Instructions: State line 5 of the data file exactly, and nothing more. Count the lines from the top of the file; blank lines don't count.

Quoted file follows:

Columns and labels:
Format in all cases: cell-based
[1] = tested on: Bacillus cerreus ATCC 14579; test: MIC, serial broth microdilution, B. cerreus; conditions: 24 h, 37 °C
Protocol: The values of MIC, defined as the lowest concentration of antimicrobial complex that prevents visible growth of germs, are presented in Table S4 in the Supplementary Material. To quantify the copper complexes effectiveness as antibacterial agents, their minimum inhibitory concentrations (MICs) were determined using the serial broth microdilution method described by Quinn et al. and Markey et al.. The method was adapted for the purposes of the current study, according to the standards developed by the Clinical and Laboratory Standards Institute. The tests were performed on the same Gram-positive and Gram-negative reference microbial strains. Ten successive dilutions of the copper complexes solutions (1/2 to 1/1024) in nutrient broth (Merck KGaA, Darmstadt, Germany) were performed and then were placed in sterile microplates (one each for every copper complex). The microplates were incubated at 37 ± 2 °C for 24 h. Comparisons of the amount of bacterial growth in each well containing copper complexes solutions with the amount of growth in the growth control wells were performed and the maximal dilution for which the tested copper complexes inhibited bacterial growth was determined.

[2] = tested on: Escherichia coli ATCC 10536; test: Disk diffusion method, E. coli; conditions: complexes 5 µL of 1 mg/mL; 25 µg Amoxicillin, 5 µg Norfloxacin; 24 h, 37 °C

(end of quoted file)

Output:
[2] = tested on: Escherichia coli ATCC 10536; test: Disk diffusion method, E. coli; conditions: complexes 5 µL of 1 mg/mL; 25 µg Amoxicillin, 5 µg Norfloxacin; 24 h, 37 °C